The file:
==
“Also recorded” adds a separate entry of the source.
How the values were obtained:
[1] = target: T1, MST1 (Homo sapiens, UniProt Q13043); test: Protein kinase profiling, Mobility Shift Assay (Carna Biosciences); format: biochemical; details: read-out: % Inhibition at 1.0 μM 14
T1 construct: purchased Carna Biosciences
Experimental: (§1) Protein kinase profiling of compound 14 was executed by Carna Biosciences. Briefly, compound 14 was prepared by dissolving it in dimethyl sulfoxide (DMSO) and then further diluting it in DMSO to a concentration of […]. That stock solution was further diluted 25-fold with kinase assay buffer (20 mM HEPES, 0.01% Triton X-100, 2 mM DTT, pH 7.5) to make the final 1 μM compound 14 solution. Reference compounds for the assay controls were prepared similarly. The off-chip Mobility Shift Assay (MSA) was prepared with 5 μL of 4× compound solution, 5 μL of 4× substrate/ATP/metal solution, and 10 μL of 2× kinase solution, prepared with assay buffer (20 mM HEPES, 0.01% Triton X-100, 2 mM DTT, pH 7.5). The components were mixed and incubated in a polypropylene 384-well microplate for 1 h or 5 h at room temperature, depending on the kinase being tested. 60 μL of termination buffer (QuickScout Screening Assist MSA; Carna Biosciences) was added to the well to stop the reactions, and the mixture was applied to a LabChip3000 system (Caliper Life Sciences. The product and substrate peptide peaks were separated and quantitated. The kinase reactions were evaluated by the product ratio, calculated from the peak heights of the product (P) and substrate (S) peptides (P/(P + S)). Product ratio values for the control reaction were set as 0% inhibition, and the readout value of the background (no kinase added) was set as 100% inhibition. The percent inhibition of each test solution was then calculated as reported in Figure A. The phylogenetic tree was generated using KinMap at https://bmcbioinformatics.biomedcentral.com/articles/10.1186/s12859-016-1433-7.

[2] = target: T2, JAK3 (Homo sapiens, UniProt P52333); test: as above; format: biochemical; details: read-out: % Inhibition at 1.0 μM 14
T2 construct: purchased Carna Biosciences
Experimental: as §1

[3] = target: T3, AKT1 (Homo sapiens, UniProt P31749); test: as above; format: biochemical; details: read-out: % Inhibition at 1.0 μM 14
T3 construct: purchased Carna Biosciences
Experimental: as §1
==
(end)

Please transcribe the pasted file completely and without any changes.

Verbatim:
“Also recorded” adds a separate entry of the source.
How the values were obtained:
[1] = target: T1, MST1 (Homo sapiens, UniProt Q13043); test: Protein kinase profiling, Mobility Shift Assay (Carna Biosciences); format: biochemical; details: read-out: % Inhibition at 1.0 μM 14
T1 construct: purchased Carna Biosciences
Experimental: (§1) Protein kinase profiling of compound 14 was executed by Carna Biosciences. Briefly, compound 14 was prepared by dissolving it in dimethyl sulfoxide (DMSO) and then further diluting it in DMSO to a concentration of […]. That stock solution was further diluted 25-fold with kinase assay buffer (20 mM HEPES, 0.01% Triton X-100, 2 mM DTT, pH 7.5) to make the final 1 μM compound 14 solution. Reference compounds for the assay controls were prepared similarly. The off-chip Mobility Shift Assay (MSA) was prepared with 5 μL of 4× compound solution, 5 μL of 4× substrate/ATP/metal solution, and 10 μL of 2× kinase solution, prepared with assay buffer (20 mM HEPES, 0.01% Triton X-100, 2 mM DTT, pH 7.5). The components were mixed and incubated in a polypropylene 384-well microplate for 1 h or 5 h at room temperature, depending on the kinase being tested. 60 μL of termination buffer (QuickScout Screening Assist MSA; Carna Biosciences) was added to the well to stop the reactions, and the mixture was applied to a LabChip3000 system (Caliper Life Sciences. The product and substrate peptide peaks were separated and quantitated. The kinase reactions were evaluated by the product ratio, calculated from the peak heights of the product (P) and substrate (S) peptides (P/(P + S)). Product ratio values for the control reaction were set as 0% inhibition, and the readout value of the background (no kinase added) was set as 100% inhibition. The percent inhibition of each test solution was then calculated as reported in Figure A. The phylogenetic tree was generated using KinMap at https://bmcbioinformatics.biomedcentral.com/articles/10.1186/s12859-016-1433-7.

[2] = target: T2, JAK3 (Homo sapiens, UniProt P52333); test: as above; format: biochemical; details: read-out: % Inhibition at 1.0 μM 14
T2 construct: purchased Carna Biosciences
Experimental: as §1

[3] = target: T3, AKT1 (Homo sapiens, UniProt P31749); test: as above; format: biochemical; details: read-out: % Inhibition at 1.0 μM 14
T3 construct: purchased Carna Biosciences
Experimental: as §1